Certainly in the 1830s it does seem as if Joseph Smith was definitely a supporter of slavery but by the 1840s he had become strongly anti-slavery. But this does not necessarily mean that Smith was in general sympathetic to the basic worthiness or equality of blacks. When asked what he thought of the then prevalent situation of blacks, he is reputed to have replied, “They came into the world slaves mentally and physically….had I anything to do with the negro, I would confine them by law to their own species…” (History of the Church, Vol 5,). Attitudes have now certainly changed. The main LDS Church has at present a strictly no tolerance stance regarding racial discrimination; and in 1978 declared that a divine revelation had been received forbidding further discrimination of any kind in the Church. As we have mentioned however, other branches of the Mormon Church have different practices with regard to discrimination. Male African-Americans can now be admitted to the Mormon priesthood.


A fitting conclusion to this essay is provided by the passage in the Bible (Genesis) which the first Mormons believed gave them authority for their (racist) attitude to African-Americans. The passage is seen in 9;20-27:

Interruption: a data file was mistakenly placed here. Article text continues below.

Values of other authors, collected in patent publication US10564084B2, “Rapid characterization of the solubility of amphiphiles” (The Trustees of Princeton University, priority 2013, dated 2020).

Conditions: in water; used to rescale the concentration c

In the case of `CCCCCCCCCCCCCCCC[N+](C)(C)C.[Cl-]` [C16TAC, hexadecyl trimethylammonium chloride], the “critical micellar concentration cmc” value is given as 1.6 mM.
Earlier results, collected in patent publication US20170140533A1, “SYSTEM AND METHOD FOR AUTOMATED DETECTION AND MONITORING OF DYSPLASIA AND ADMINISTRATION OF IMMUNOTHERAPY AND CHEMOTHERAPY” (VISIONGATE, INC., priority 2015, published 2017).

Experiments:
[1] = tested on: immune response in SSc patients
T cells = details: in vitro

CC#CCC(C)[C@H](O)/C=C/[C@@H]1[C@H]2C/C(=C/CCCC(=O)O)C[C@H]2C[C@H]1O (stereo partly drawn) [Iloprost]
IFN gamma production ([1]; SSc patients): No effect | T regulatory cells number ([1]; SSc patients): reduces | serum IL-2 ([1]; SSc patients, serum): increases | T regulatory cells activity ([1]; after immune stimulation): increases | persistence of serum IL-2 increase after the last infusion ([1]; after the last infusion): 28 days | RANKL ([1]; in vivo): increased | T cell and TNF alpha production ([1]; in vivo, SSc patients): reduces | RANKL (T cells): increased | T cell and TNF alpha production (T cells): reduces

Noah was the first tiller of the soil. He planted a vineyard, and he drank of the wine, and became drunk. He lay uncovered in his tent. Ham, the father of Canaan, saw the nakedness of his father and told his two brothers outside. Then Shem and Japheth took a garment, laid it upon both their shoulders and walked backward and covered the nakedness of their father; their faces were turned away and they did not see their father`s nakedness. When Noah awoke from his wine and knew what his youngest son had done to him, he said.

Cursed be Canaan: a slave of slaves shall he be to his brothers.

Blessed by the Lord my God be Shem, and let Canaan be his slave.

God enlarge Japheth, and let him dwell in the tents of Shem;

And let Canaan be his slave.